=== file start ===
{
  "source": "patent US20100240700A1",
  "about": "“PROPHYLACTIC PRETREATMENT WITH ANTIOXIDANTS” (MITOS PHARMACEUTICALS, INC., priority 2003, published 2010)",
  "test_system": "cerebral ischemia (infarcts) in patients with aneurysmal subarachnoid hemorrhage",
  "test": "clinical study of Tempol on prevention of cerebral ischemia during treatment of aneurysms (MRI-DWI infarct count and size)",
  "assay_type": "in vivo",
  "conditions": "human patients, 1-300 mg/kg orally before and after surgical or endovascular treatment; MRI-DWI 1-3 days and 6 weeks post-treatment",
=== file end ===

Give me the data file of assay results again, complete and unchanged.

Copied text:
{
  "source": "patent US20100240700A1",
  "about": "“PROPHYLACTIC PRETREATMENT WITH ANTIOXIDANTS” (MITOS PHARMACEUTICALS, INC., priority 2003, published 2010)",
  "test_system": "cerebral ischemia (infarcts) in patients with aneurysmal subarachnoid hemorrhage",
  "test": "clinical study of Tempol on prevention of cerebral ischemia during treatment of aneurysms (MRI-DWI infarct count and size)",
  "assay_type": "in vivo",
  "conditions": "human patients, 1-300 mg/kg orally before and after surgical or endovascular treatment; MRI-DWI 1-3 days and 6 weeks post-treatment",